Mourinho's Manchester United no match for an organised Newcastle United side

Portuguese still does not have a win at St James' Park after Benitez's men enjoy memorable victory over Premier League rivals

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It will not go down as Rafa Benitez’s most famous 1-0 win over Jose Mourinho. How could it, when he twice tasted victory by that scoreline in the Uefa Champions League semi-finals?

Yet this may be remembered as his best win as Newcastle United manager. “Hopefully not, because there will be better ones in the future,” the ever demanding Spaniard said.

But this will take some beating. Consider the context. Newcastle kicked off in the relegation zone. They had not won in eight home league games, going back to October. They had taken a solitary point against the top six this season. That all changed as Mourinho was overcome by an old foe.

Newcastle were compact and organised, in Benitez’s truest traditions. Unlike an archetypal Mourinho side, Manchester United showed a strange lack of ruthlessness, failing to capitalise on spells of dominance.

Mourinho still has not won a league game at St James's Park. He lost this because of what he termed "a defensive mistake". His side failed to clear Jonjo Shelvey's free kick and, when teed up by Dwight Gayle, Matt Ritchie was left utterly free to drill a shot beyond David de Gea.

Paul Pogba’s final contribution was to fail to jump for that free kick. He had pulled up in the warm up and moved gingerly thereafter, less the box-to-box midfielder Mourinho had talked about that an immobile, reduced presence.

The sidelined pair of Marcus Rashford and Ander Herrera were absent altogether as the day’s damage stretched beyond the result.

In contrast, Newcastle had much to savour. Shelvey’s temperament can make him a liability but his ability is considerable. He illustrated his talent. Others showed their heart.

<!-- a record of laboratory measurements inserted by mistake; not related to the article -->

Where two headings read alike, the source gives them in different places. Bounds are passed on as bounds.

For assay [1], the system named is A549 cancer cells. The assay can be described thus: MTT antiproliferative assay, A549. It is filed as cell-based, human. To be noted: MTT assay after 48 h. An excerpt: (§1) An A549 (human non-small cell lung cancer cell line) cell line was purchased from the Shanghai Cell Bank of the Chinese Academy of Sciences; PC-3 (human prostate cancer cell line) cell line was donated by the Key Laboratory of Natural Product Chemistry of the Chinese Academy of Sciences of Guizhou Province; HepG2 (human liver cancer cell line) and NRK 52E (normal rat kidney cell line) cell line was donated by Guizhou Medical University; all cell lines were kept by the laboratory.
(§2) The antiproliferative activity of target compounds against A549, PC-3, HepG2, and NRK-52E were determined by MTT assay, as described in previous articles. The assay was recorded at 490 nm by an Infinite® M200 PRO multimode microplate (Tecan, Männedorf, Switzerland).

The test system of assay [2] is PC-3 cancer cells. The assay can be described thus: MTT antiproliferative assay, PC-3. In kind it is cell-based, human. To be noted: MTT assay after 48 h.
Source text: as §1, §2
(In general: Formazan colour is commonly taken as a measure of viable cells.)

“They fought like animals,” Mourinho said. “They went over all the limits of effort, sacrifice: everything a manager likes to see in his team.”

Striker Gayle summed up their spirit with two blocks of goal-bound shots from Anthony Martial and ought to have had a penalty when Chris Smalling tripped him.


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A lack of significant signings had been an issue but Benitez’s debutant goalkeeper Martin Dubravka made an auspicious start. “He can buy the lottery and win today,” Benitez said.

A confident, commanding presence, the Slovakian secured a clean sheet with an injury-time save from Michael Carrick. His best stop, after Nemanja Matic supplied a defence-splitting pass, denied Martial.

But the Frenchman was profligate. He had been shifted to the right to accommodate Alexis Sanchez, who delivered a couple of delightful touches. Sanchez set Jesse Lingard up for a chance which Dubravka saved. He showed his ingenuity to supply Romelu Lukaku for another with an improvised diving header. He had a shot deflected into the side netting after a mazy run.

And yet, when it seemed certain he would score, he did not. The Chilean rounded Dubravka, steadied himself to shoot and the delay allowed Florian Lejeune to recover and block his eventual effort.

The pass was a sign of the improvement in Lukaku’s passing, but he is yet to recapture the scoring form he showed in August and September. The Belgian had a goal chalked off when both he and Smalling, who headed the ball to him, were leaning on defenders.

Smalling compounded an afternoon of mistakes by diving to concede the free kick that brought Newcastle’s goal.

“We could've been here for 10 hours and not scored a goal,” Mourinho rued. “The gods of football were on their side.”

Yet this was not just about luck and Manchester United, once again, looked a side in search of a formula. Phil Jones was altogether blunter. “We didn’t show up,” the defender said.

Newcastle certainly did.

“We showed the character, the commitment and the desire,” Benitez said. “Amazing effort.”